On Monday, it seemed to come just a little closer, in Homs and beyond. An Arab League blueprint for President Bashar al-Assad to surrender power was rejected by the Syrian government, raising the stakes dramatically both for the beleaguered regime and for an increasingly emboldened opposition.
The unexpected Arab proposal also intensified pressure on the international community, which has struggled for months to formulate a coherent response to the Syrian crisis. By seeking U.N. Security Council endorsement for the plan, which envisages a transition of power similar to the one underway in Yemen, the Arab League appeared to open the door for broader international involvement in the Syrian crisis, including, perhaps, military intervention.
In Washington, State Department spokeswoman Victoria Nuland called the Arab move “really quite remarkable.” America’s priority now, she added, is to seek a U.N. Security Council resolution that would add to the pressure on Assad.
But there was still no indication that Russia is prepared to lift its objections to tougher action at the United Nations, which Moscow fears could lead to international military intervention in Syria, as happened in Libya.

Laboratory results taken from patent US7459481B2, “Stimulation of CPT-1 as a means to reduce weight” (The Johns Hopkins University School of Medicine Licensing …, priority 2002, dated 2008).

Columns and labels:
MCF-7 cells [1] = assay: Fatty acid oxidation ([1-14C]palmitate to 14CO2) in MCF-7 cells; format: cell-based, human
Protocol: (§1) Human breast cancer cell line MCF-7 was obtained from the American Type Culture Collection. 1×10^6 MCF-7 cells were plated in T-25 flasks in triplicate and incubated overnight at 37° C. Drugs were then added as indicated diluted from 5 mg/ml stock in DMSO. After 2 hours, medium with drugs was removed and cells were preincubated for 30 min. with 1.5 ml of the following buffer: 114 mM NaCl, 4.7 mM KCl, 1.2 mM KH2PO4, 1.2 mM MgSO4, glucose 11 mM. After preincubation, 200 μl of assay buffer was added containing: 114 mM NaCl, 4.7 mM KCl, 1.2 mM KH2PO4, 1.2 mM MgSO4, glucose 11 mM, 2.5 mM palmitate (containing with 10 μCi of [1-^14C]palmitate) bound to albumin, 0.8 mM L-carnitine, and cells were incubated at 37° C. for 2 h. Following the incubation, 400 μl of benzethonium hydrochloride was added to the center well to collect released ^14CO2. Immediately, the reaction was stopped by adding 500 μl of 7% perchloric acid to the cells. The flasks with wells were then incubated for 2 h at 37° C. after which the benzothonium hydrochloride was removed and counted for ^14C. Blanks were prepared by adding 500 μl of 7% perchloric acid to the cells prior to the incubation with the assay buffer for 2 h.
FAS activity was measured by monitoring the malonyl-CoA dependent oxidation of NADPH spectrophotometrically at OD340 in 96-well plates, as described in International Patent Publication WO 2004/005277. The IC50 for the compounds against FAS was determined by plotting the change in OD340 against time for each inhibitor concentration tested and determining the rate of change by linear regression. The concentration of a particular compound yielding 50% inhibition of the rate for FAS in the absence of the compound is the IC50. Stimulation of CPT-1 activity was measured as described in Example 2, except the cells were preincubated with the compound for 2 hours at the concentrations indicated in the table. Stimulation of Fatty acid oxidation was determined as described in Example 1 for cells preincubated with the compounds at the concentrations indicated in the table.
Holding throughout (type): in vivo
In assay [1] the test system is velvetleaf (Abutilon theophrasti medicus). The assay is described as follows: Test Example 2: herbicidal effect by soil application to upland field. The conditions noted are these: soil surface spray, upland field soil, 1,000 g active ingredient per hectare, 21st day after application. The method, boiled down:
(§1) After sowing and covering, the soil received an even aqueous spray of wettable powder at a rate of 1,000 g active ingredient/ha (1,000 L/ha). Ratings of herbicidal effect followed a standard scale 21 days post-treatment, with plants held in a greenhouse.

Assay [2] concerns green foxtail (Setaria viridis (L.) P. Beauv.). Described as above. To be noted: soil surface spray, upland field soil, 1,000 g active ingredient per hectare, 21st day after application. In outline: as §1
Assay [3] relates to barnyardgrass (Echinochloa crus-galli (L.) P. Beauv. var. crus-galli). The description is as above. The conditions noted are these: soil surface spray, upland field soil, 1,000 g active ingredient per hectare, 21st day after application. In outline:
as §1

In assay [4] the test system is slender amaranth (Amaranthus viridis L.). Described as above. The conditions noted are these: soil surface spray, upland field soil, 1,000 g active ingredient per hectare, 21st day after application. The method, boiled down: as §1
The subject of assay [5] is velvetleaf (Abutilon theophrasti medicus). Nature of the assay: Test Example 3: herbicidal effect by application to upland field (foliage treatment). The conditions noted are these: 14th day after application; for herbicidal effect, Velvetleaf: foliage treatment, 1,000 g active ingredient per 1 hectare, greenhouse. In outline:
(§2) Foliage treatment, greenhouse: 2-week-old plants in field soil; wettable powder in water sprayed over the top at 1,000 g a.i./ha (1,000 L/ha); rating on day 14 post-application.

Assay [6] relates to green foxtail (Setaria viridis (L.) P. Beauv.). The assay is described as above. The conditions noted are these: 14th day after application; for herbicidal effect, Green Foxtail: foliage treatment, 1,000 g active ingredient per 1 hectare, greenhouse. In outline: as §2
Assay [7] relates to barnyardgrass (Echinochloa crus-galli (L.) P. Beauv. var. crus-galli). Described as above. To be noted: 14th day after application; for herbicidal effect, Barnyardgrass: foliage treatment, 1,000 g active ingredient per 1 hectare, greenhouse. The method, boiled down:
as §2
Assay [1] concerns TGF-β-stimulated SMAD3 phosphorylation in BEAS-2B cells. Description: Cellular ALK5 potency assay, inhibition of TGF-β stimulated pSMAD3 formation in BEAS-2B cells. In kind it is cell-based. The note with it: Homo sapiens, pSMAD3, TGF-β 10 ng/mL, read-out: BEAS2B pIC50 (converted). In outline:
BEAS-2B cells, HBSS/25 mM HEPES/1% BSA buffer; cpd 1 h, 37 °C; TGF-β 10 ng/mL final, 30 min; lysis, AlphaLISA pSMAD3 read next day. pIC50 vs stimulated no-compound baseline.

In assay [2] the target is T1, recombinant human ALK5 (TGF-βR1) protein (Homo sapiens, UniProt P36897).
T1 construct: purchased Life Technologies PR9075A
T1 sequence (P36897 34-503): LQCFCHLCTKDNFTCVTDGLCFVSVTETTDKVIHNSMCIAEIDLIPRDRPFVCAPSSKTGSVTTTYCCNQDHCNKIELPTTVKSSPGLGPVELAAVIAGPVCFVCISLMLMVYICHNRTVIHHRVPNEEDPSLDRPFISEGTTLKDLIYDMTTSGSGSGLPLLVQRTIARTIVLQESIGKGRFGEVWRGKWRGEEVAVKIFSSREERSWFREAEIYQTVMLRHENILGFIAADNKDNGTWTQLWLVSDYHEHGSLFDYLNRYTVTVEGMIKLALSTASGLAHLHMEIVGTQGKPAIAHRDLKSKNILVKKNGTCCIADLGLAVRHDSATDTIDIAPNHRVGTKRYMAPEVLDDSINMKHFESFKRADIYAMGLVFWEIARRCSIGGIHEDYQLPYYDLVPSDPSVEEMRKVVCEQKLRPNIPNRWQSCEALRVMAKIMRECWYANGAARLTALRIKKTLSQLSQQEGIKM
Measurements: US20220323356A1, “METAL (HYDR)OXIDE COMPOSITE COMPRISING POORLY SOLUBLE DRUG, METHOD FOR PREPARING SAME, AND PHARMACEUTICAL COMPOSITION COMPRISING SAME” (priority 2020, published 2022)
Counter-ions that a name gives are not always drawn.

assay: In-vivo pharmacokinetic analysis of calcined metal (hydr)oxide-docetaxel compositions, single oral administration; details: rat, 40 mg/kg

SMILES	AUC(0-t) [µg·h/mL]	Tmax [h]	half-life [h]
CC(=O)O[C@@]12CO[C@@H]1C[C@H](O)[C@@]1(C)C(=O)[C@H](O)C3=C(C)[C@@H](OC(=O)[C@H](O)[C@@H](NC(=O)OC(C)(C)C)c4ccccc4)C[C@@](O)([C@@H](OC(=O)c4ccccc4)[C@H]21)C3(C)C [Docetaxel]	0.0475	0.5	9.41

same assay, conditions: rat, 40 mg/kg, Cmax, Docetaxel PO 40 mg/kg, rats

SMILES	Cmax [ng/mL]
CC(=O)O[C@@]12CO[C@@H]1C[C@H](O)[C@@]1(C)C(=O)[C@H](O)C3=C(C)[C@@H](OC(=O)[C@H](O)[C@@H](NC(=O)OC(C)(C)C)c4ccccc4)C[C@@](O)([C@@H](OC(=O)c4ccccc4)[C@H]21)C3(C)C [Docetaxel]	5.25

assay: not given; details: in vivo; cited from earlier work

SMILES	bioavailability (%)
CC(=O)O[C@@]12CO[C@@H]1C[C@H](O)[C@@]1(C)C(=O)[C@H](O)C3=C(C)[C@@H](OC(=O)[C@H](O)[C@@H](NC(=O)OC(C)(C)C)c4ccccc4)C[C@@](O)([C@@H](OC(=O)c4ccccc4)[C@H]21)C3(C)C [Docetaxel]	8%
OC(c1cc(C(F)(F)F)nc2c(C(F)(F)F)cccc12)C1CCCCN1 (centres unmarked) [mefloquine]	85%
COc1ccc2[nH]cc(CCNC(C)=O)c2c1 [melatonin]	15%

Activist groups inside Syria also rejected the Arab blueprint. “What we heard is not even close to what the revolutionaries in Syria are demanding,” said a statement by the Syrian Revolution Coordinators Union. “We will persist until the fall of the regime, believing in God and trusting the heroic Free Syrian Army,” the group added, referring to the loosely organized rebel army that is claiming responsibility for a growing number of attacks against Syrian security forces.
Syrians on both sides of the widening schism predicted more violence, as the government digs in and the opposition seeks to exploit the advantage of the gradually hardening international resolve.
“Violence will escalate because this Free Syrian Army will think they have won a lot and that now it’s a piece of cake to take power,” said a Syrian journalist in Damascus who spoke on the condition of anonymity because of the sensitivity of the situation.
Omar Shakir, an activist in Homs contacted by telephone, said he expected the government to escalate the use of force. “Assad feels the world is against him, and so I think he will get mad and it will be very dangerous,” he said.
On a government-supervised visit Monday to Homs, which has emerged as the epicenter of the protest movement and also the fledgling armed rebellion, the dangers were vividly apparent. This once vibrant city, Syria’s third-largest, resembles a war zone, with earth mounds blocking streets and protecting government buildings, and sandbagged checkpoints dotting residential neighborhoods.